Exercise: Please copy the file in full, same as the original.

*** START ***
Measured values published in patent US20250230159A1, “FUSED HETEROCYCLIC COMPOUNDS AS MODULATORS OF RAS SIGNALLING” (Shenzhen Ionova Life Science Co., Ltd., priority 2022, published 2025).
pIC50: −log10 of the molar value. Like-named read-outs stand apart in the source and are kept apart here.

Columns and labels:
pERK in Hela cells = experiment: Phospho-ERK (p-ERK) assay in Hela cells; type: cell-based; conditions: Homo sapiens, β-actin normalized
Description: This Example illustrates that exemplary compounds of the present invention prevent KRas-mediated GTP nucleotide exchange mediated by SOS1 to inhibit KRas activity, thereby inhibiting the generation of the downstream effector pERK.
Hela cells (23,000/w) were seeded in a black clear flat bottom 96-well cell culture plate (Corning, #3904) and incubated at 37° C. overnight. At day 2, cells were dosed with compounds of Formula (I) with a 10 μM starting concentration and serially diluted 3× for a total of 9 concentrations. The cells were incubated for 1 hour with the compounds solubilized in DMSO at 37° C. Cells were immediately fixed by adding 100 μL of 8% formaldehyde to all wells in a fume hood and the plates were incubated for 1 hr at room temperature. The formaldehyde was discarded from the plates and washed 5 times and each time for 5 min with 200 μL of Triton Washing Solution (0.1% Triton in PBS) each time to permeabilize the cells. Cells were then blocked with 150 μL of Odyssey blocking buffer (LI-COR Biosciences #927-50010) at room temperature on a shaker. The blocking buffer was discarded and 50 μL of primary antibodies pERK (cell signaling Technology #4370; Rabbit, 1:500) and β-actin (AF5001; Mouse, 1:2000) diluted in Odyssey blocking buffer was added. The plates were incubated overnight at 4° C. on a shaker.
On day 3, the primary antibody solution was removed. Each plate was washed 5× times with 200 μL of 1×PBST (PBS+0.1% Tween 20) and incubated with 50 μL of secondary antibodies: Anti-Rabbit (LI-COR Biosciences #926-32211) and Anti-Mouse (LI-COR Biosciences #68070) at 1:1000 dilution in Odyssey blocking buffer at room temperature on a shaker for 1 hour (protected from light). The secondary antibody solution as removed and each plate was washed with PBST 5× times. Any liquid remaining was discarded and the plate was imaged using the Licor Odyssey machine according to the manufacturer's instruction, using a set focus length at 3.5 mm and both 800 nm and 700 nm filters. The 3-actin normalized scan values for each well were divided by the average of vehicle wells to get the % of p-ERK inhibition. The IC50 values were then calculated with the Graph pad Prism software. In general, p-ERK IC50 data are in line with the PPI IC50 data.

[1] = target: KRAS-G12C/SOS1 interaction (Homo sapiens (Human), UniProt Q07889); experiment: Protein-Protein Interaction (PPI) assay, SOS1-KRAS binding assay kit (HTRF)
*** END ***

Measured values published in patent US20250230159A1, “FUSED HETEROCYCLIC COMPOUNDS AS MODULATORS OF RAS SIGNALLING” (Shenzhen Ionova Life Science Co., Ltd., priority 2022, published 2025).
pIC50: −log10 of the molar value. Like-named read-outs stand apart in the source and are kept apart here.

Columns and labels:
pERK in Hela cells = experiment: Phospho-ERK (p-ERK) assay in Hela cells; type: cell-based; conditions: Homo sapiens, β-actin normalized
Description: This Example illustrates that exemplary compounds of the present invention prevent KRas-mediated GTP nucleotide exchange mediated by SOS1 to inhibit KRas activity, thereby inhibiting the generation of the downstream effector pERK.
Hela cells (23,000/w) were seeded in a black clear flat bottom 96-well cell culture plate (Corning, #3904) and incubated at 37° C. overnight. At day 2, cells were dosed with compounds of Formula (I) with a 10 μM starting concentration and serially diluted 3× for a total of 9 concentrations. The cells were incubated for 1 hour with the compounds solubilized in DMSO at 37° C. Cells were immediately fixed by adding 100 μL of 8% formaldehyde to all wells in a fume hood and the plates were incubated for 1 hr at room temperature. The formaldehyde was discarded from the plates and washed 5 times and each time for 5 min with 200 μL of Triton Washing Solution (0.1% Triton in PBS) each time to permeabilize the cells. Cells were then blocked with 150 μL of Odyssey blocking buffer (LI-COR Biosciences #927-50010) at room temperature on a shaker. The blocking buffer was discarded and 50 μL of primary antibodies pERK (cell signaling Technology #4370; Rabbit, 1:500) and β-actin (AF5001; Mouse, 1:2000) diluted in Odyssey blocking buffer was added. The plates were incubated overnight at 4° C. on a shaker.
On day 3, the primary antibody solution was removed. Each plate was washed 5× times with 200 μL of 1×PBST (PBS+0.1% Tween 20) and incubated with 50 μL of secondary antibodies: Anti-Rabbit (LI-COR Biosciences #926-32211) and Anti-Mouse (LI-COR Biosciences #68070) at 1:1000 dilution in Odyssey blocking buffer at room temperature on a shaker for 1 hour (protected from light). The secondary antibody solution as removed and each plate was washed with PBST 5× times. Any liquid remaining was discarded and the plate was imaged using the Licor Odyssey machine according to the manufacturer's instruction, using a set focus length at 3.5 mm and both 800 nm and 700 nm filters. The 3-actin normalized scan values for each well were divided by the average of vehicle wells to get the % of p-ERK inhibition. The IC50 values were then calculated with the Graph pad Prism software. In general, p-ERK IC50 data are in line with the PPI IC50 data.

[1] = target: KRAS-G12C/SOS1 interaction (Homo sapiens (Human), UniProt Q07889); experiment: Protein-Protein Interaction (PPI) assay, SOS1-KRAS binding assay kit (HTRF)